One thing Van Brocklin did change, however, was the trajectory of Tarkenton's passes. When Tarkenton came to the Vikings from Georgia he threw rainbows. After watching him for a few moments in training camp that first year Van Brocklin said, "Peach, they'll put you on waivers if you throw pop flies. Hum the ball." He made Tarkenton exercise with weights and practice throwing long passes on a line, and now Tarkenton hums it. Dutch adjusted Tarkenton's drop-back from the five yards he had become accustomed to in college to the pros' seven yards, but no amount of instruction could make him stay put.
"He stays in the pocket more than he used to," Van Brocklin says. "That still isn't very much."
Tarkenton and first draft choice Tommy Mason were Van Brocklin's only high-quality athletes in his first year with the Vikings. The team was stocked with expensive castoffs from the rest of the league, most of them overage and out of condition, plus other rookies obtained in the draft.
"We've got a couple of dogs from every club in the league," Van Brocklin said then. "But we still may win a couple of games. Once these guys get rid of their beer tumors we may have some kind of ball club."
In their maiden year the Vikings surprised a lot of people by winning three games. Among the most amazed was Line Coach Stan West; his original Minnesota linemen were the smallest and slowest he had ever seen on a pro team. In 1962 the Vikings won only two games, but they began to accelerate in 1963 (five victories), and last season they climbed into a tie for second with Green Bay, with eight victories against five defeats and a tie. The improvement has been due partly to intelligent drafting, partly to an intangible quality imparted to the team by Van Brocklin.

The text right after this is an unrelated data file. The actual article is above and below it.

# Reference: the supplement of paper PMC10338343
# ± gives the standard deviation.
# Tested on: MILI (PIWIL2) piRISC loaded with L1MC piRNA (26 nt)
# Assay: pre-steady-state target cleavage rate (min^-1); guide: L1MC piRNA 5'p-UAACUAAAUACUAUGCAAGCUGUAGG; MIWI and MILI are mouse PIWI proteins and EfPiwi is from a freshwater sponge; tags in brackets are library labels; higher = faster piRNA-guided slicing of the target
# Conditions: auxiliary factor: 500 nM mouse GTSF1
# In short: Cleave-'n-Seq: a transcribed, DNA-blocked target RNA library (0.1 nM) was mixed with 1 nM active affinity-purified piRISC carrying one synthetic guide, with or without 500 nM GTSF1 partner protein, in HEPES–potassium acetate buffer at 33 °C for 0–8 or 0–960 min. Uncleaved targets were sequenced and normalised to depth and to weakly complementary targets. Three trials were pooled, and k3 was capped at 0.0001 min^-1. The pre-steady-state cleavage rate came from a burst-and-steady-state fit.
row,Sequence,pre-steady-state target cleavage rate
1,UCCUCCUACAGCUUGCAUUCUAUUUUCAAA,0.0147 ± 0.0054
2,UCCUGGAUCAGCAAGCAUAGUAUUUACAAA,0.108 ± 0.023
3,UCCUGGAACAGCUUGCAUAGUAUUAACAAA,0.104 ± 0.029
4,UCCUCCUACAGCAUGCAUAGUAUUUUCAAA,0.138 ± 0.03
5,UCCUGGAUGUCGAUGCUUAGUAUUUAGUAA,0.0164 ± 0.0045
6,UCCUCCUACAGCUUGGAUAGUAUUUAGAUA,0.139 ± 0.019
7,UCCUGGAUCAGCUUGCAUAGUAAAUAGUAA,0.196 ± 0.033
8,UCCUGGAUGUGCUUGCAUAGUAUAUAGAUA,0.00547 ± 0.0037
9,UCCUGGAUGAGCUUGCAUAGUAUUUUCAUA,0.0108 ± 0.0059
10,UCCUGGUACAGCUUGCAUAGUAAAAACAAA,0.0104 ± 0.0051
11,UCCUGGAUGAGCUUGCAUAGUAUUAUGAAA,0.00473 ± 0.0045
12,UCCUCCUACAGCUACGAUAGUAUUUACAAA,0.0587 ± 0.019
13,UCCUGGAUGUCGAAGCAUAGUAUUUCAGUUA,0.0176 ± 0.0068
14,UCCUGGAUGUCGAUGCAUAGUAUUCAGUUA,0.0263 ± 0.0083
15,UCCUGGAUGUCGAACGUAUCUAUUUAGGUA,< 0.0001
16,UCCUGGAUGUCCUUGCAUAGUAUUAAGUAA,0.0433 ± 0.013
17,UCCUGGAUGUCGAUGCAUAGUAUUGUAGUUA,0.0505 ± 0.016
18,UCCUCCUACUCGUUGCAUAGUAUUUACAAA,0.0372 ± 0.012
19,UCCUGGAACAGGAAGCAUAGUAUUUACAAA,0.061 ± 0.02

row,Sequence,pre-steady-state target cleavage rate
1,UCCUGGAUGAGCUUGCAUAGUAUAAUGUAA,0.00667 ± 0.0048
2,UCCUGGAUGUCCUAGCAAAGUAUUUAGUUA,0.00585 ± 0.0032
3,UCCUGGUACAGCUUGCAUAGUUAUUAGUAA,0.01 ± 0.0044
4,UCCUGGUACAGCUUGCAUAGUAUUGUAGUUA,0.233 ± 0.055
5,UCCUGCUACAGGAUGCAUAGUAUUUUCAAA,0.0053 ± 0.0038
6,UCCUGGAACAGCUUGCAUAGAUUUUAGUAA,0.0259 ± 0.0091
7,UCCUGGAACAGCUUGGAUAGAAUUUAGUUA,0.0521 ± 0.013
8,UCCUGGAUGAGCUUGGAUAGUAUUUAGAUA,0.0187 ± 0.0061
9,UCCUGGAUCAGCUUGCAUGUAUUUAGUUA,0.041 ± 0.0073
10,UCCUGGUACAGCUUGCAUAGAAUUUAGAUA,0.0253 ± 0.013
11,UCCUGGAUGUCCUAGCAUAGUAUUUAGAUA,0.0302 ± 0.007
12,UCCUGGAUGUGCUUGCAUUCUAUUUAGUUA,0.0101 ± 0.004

"They never quit hitting," another Western Division coach says. "I've never seen a Viking team down for a game."
"That's the big thing Dutch has," says one of his assistants. "He can get the club up. I don't know how he does it. I've never seen anyone else who could keep a club up for 14 games, but Dutch can."
Van Brocklin was a leader as a player, and a leader he still is. Furthermore, he has a comprehensive knowledge of football, plus an intuitive sense of strategy; he knows how to attack almost any defense. He allows Tarkenton to call his own plays, knowing that Tarkenton's tactical philosophy is essentially the same as his own. When Dutch was playing he was a gambling, unorthodox play-caller, and so is Tarkenton.
Van Brocklin is a wide, strong man, with light-blue eyes that on occasion can be as cold as the winter's ice on a Minnesota lake. Much of the time he is a cheerful, laughing man and the light-blue eyes twinkle.
He married his college biology teacher. There is a story that this was the only way he could pass biology, but he actually was a good student. He chose to finish college in three years, informing the Rams of his intentions because he wanted to play for them. That bit of knowledge enabled the Rams to get Van Brocklin for the ridiculously cheap price of a fourth-draft choice. The rest of the league laughed when the Rams' owner, Dan Reeves, chose him; they quit laughing when Van Brocklin took his degree and so became eligible for the college draft.